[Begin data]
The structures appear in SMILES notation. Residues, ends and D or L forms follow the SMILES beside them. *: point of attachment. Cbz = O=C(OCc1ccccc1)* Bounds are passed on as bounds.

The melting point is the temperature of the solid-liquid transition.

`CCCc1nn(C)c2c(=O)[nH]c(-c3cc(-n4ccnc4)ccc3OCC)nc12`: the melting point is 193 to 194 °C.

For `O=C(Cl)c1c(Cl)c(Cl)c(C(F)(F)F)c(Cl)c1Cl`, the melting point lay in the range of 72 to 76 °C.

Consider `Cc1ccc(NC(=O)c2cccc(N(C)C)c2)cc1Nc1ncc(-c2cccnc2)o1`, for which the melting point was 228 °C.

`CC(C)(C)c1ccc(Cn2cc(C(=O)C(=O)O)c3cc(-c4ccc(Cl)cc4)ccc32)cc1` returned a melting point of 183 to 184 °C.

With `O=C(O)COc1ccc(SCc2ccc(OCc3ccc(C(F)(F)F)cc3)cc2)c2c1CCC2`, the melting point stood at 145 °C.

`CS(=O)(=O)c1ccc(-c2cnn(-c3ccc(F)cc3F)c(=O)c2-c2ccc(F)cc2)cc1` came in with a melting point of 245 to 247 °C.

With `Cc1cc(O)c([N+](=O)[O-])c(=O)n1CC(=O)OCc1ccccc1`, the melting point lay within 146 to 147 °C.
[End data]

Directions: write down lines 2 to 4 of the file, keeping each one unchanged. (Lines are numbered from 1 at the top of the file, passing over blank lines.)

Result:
The melting point is the temperature of the solid-liquid transition.

`CCCc1nn(C)c2c(=O)[nH]c(-c3cc(-n4ccnc4)ccc3OCC)nc12`: the melting point is 193 to 194 °C.

For `O=C(Cl)c1c(Cl)c(Cl)c(C(F)(F)F)c(Cl)c1Cl`, the melting point lay in the range of 72 to 76 °C.